Resolution of severe Respiratory Syncytial Virus (RSV)-induced bronchiolitis is mediated by alternatively activated macrophages (AA-M/) that counteract cyclooxygenase (COX)-2-induced lung pathology. Herein, we report that RSV infection of 5-lipoxygenase (LO)/ and 15-LO/ macrophages or mice failed to elicit AA-M/ differentiation and concomitantly exhibited increased COX-2 expression. Further, RSV infection of 5-LO/ mice resulted in enhanced lung pathology. Pharmacologic inhibition of 5-LO or 15-LO also blocked differentiation of RSV-induced AA-M/ in vitro and, conversely, treatment of 5-LO/ macrophages with downstream products, lipoxin A4 and resolvin E1, but not leukotrieneB4 or leukotrieneD4, partially restored expression ofAA-M/markers. Indomethacin blockade ofCOXactivity in RSV-infected macrophages increased 5-LO and 15-LO, as well as arginase-1 mRNA expression. Treatment of RSV-infected mice with indomethacin also resulted not only in enhanced lung arginase-1 mRNA expression and decreased COX-2, but also decreased lung pathology in RSV-infected 5-LO/ mice. Treatment of RSV-infected cotton rats with aCOX-2-specific inhibitor resulted in enhanced lung 5-LOmRNAandAA-M/ markerexpression.Together, these data suggest a novel therapeutic approach for RSV that promotes AA-M/ differentiation by activating the 5-LO pathway. © 2014 Society for Mucosal Immunology.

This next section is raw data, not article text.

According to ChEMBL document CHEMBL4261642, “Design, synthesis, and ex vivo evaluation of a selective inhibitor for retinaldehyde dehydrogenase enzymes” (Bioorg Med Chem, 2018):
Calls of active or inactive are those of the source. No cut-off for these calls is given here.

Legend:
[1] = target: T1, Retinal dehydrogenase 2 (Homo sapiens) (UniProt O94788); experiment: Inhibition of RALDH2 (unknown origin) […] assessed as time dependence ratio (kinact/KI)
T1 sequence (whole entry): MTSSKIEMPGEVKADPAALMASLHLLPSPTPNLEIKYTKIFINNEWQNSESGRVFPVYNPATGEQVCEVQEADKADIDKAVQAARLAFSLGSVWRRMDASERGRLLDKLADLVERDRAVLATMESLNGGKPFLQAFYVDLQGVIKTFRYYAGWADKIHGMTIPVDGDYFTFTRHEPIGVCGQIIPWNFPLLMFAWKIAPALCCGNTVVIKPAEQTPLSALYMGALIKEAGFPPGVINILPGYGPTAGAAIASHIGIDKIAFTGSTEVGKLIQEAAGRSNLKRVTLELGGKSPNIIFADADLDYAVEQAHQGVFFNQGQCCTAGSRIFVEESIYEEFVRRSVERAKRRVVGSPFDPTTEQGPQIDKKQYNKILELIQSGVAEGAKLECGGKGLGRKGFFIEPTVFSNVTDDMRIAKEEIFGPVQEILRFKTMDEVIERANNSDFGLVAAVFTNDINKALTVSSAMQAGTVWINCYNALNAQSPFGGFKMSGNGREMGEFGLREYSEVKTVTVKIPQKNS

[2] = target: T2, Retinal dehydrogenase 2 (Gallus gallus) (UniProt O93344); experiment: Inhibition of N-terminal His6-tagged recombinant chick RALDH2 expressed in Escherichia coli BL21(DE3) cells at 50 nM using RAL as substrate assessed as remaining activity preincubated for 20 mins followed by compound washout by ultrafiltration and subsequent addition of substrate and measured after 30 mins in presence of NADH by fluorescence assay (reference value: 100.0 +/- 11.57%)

PubMed | Sigmovir Biosystems, Inc., University of Milan Bicocca, University of Lyon and University of Maryland, Baltimore
Type: | Journal: Scientific reports | Year: 2017

Dysregulated Toll-like receptor (TLR)-4 activation is involved in acute systemic sepsis, chronic inflammatory diseases, such as atherosclerosis and diabetes, and in viral infections, such as influenza infection. Thus, therapeutic control of the TLR4 signalling pathway is of major interest. Here we tested the activity of the small-molecule synthetic TLR4 antagonist, FP7, in vitro on human monocytes and monocyte-derived dendritic cells (DCs) and in vivo during influenza virus infection of mice. Our results indicate that FP7 antagonized the secretion of proinflammatory cytokines (IL-6, IL-8, and MIP-1) by monocytes and DCs (IC